Perennial plants are the backbone of every permaculture garden, and the more established these perennial plants are the easier time they will have pushing through the mulch. Mulching has a lot of benefits, from protecting the soil to retaining water, but some perennials will have an extremely hard time growing through the mulch. Not all mulches are equal, some are so dense that they do not let light get to the soil, while others have such a large volume that pushing through them will be impossible.
Established perennials will grow through the mulch, but if the perennials are grown from seed then you have to remove the mulch and plant them directly into the soil. Plant bulbs will have no problem growing through the mulch even if the mulch is rather thick, they can do this because they have a lot of stored energy in the bulb. Perennial shrubs will also be able to grow through the mulch just make sure to cover their crown lightly.
If you tend to get a lot of leggy perennials then one of the reasons for this is that the plants have to use a lot of energy to grow through the mulch. The thicker the mulch is the slower they will be able to break the surface, and once they do they will focus most of their energy on growing tall. This tends to happen especially if you have a lot of different plants growing in a small area, some are growing way too fast which puts a lot of pressure on the perennials.
The more competition a plant has for sunlight the leggier it will become, so make sure to cover your perennial plants only with a thin layer of mulch. My personal recommendation is to use mulches that tend to break down relatively fast, like hay, grass, and straw. This way the mulch will not only protect the perennial plants but also feed them as they are decomposing. If you want more information about what kind of plants grow through the mulch then check out my recent article Will Plants Grow Through Mulch? ( Organic And Inorganic Mulches ).
Perennial Seedlings Growing Through Mulch
Perennial seedlings will not be able to grow through the mulch, mostly because mulches are excellent at suppressing weeds and their seeds from germinating. Mulches not only stop weed seeds from germinating but they will stop the germination of any kind of seeds. This is why it is so important to plant the perennial seeds into the soil directly, and most importantly do not cover these seeds up with any kind of mulch. In case you want to attract Monarch butterflies to your garden then check out my recent article Plants That Attract Monarch Butterflies ( Top 13 Plants ).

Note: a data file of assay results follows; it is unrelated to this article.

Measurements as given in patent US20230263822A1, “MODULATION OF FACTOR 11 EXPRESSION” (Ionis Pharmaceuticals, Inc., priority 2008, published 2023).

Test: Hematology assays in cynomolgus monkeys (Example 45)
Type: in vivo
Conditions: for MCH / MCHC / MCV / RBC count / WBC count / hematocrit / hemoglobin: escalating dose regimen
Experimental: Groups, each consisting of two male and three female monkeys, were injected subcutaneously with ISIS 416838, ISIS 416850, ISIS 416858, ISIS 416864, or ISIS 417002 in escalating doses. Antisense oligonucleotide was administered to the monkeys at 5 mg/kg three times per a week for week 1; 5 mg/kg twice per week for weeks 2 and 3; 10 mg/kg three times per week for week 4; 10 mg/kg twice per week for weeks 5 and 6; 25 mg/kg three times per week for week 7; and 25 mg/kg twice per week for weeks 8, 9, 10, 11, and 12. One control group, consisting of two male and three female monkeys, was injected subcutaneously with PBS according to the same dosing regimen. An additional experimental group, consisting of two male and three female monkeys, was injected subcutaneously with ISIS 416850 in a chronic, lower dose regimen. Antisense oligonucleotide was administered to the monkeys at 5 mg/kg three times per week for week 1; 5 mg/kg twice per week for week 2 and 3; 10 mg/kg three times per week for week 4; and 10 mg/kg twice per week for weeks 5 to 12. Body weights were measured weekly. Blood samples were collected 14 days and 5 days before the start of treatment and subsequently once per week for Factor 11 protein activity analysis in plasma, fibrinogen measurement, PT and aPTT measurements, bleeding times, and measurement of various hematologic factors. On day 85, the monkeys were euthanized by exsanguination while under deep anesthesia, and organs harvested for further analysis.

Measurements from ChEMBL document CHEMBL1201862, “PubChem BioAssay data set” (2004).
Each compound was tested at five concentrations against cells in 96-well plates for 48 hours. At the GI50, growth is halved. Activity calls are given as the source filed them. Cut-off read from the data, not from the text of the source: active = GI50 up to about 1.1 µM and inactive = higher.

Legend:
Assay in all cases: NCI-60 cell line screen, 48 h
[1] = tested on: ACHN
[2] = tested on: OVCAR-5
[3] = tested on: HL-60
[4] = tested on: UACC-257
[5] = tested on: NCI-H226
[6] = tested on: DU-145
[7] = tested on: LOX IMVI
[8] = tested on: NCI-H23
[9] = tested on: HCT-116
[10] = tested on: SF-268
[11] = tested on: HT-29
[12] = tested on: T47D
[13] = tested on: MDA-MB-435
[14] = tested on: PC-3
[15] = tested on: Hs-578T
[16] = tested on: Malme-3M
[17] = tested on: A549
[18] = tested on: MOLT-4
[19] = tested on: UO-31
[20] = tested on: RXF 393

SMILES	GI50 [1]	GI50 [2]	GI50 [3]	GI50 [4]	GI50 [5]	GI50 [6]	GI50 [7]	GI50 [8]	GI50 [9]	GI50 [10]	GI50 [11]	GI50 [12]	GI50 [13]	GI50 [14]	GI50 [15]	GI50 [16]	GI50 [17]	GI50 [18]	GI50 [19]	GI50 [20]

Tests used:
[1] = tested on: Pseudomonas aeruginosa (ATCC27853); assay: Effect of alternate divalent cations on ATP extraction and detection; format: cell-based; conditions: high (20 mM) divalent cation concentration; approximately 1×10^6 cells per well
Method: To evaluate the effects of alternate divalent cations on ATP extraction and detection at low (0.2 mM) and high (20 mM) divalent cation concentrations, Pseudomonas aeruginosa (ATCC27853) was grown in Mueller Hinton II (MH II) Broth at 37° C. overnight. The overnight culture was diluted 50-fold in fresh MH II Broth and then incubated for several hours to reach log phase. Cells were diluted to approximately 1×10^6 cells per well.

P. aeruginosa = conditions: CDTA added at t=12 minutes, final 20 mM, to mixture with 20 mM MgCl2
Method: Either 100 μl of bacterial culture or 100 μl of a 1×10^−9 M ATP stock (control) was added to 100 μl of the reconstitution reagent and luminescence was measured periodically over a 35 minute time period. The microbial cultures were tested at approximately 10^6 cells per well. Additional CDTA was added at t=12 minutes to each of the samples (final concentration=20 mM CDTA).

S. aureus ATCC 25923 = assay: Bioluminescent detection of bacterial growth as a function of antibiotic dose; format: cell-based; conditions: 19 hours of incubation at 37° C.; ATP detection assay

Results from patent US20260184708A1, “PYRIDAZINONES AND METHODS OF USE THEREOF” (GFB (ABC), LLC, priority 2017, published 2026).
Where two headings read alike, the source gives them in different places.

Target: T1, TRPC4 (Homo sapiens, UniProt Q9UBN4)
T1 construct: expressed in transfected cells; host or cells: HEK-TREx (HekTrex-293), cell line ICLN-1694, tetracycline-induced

Established Perennial Plants Growing Through Mulch
If you have established perennials that are at least 2-3 years old then most of these will be able to grow through the mulch. Although some perennials will be able to grow through the mulch I still do not recommend you mulch the area for several reasons. A lot of perennials tend to grow relatively slowly, and pushing through the mulch will slow them down even more. What tends to happen is until the perennial plant pushes through the mulch the weeds have already taken over and will basically choke out the perennial plant.
Perennial Bulbs Growing Through Mulch
Perennial bulbs will grow through the mulch, provided that they will survive the winter. Bulbs tend to contain a lot of energy which they use to push through the soil and mulch. The bigger the bulb is the easier time it will have pushed through the mulch. Smaller bulbs on the other hand should be covered only by a thin layer of mulch, especially if you are using wood chips. Just keep in mind that a lot of bulbs will rot away if they do not have enough energy to push through the mulch, so mulch them thinly. If you want to know which mulch is the best for vegetable gardens then check out my recent article Best Mulch For Vegetable Garden ( Top 10 Mulches ).
Perennial Shrubs Growing Through Mulch
Perennial shrubs will have no problem growing through the mulch although some tend to be extremely sensitive to the type of mulch you are actually using. Established perennial shrubs that are at least 2-3 years old will push through even a thick layer of wood chips mulch. If you have shrubs that you cut back to the ground every year then make sure to cover their crown only with a thin layer of mulch, just enough to protect them through the winter.
As you can see established perennials will have no problem growing through the mulch, although the thicker the mulch is the harder it will be for them to grow through it. If you are growing perennials from seeds then it is extremely important to remove the mulch and place the seeds into the ground, also do not cover them up with mulch.